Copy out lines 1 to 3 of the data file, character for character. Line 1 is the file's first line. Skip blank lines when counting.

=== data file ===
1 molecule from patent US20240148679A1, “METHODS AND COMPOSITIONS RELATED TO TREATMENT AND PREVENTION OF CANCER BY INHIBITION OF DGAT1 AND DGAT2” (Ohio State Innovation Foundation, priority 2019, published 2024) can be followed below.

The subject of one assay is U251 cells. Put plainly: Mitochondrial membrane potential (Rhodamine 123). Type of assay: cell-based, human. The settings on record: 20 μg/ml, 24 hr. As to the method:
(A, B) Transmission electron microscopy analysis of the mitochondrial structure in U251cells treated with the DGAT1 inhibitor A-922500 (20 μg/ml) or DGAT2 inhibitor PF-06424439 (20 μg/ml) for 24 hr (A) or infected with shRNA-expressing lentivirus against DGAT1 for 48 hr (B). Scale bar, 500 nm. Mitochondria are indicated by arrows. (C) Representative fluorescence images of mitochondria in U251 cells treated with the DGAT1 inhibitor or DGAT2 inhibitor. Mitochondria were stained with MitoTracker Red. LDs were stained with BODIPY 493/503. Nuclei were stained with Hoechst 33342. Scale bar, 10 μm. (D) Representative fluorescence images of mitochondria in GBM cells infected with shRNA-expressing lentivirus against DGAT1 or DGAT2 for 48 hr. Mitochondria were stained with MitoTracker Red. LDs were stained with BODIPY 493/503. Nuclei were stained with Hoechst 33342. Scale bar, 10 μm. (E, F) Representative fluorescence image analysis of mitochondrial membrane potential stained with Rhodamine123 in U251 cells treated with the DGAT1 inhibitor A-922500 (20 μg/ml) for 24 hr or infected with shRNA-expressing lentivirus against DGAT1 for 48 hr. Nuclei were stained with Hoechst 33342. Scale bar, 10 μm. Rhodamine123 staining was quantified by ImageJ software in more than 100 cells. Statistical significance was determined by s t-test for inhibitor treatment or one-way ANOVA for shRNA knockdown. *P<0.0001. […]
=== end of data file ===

1 molecule from patent US20240148679A1, “METHODS AND COMPOSITIONS RELATED TO TREATMENT AND PREVENTION OF CANCER BY INHIBITION OF DGAT1 AND DGAT2” (Ohio State Innovation Foundation, priority 2019, published 2024) can be followed below.

The subject of one assay is U251 cells. Put plainly: Mitochondrial membrane potential (Rhodamine 123). Type of assay: cell-based, human. The settings on record: 20 μg/ml, 24 hr. As to the method:
(A, B) Transmission electron microscopy analysis of the mitochondrial structure in U251cells treated with the DGAT1 inhibitor A-922500 (20 μg/ml) or DGAT2 inhibitor PF-06424439 (20 μg/ml) for 24 hr (A) or infected with shRNA-expressing lentivirus against DGAT1 for 48 hr (B). Scale bar, 500 nm. Mitochondria are indicated by arrows. (C) Representative fluorescence images of mitochondria in U251 cells treated with the DGAT1 inhibitor or DGAT2 inhibitor. Mitochondria were stained with MitoTracker Red. LDs were stained with BODIPY 493/503. Nuclei were stained with Hoechst 33342. Scale bar, 10 μm. (D) Representative fluorescence images of mitochondria in GBM cells infected with shRNA-expressing lentivirus against DGAT1 or DGAT2 for 48 hr. Mitochondria were stained with MitoTracker Red. LDs were stained with BODIPY 493/503. Nuclei were stained with Hoechst 33342. Scale bar, 10 μm. (E, F) Representative fluorescence image analysis of mitochondrial membrane potential stained with Rhodamine123 in U251 cells treated with the DGAT1 inhibitor A-922500 (20 μg/ml) for 24 hr or infected with shRNA-expressing lentivirus against DGAT1 for 48 hr. Nuclei were stained with Hoechst 33342. Scale bar, 10 μm. Rhodamine123 staining was quantified by ImageJ software in more than 100 cells. Statistical significance was determined by s t-test for inhibitor treatment or one-way ANOVA for shRNA knockdown. *P<0.0001. […]